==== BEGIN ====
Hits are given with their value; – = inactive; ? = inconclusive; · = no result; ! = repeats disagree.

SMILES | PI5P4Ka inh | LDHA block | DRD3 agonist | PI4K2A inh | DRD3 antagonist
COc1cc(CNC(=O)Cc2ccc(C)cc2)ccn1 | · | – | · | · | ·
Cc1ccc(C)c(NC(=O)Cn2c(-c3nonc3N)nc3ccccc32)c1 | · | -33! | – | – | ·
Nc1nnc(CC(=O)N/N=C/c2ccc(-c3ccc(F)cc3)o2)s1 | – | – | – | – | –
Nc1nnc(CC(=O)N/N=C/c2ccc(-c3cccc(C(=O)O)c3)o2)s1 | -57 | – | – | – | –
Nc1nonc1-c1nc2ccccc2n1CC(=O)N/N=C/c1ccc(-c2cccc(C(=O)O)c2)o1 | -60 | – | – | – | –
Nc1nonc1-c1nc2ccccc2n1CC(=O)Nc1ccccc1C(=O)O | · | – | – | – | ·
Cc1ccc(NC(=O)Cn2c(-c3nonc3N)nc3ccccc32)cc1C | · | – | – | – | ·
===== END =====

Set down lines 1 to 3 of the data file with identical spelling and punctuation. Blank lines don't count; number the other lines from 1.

Hits are given with their value; – = inactive; ? = inconclusive; · = no result; ! = repeats disagree.

SMILES | PI5P4Ka inh | LDHA block | DRD3 agonist | PI4K2A inh | DRD3 antagonist
COc1cc(CNC(=O)Cc2ccc(C)cc2)ccn1 | · | – | · | · | ·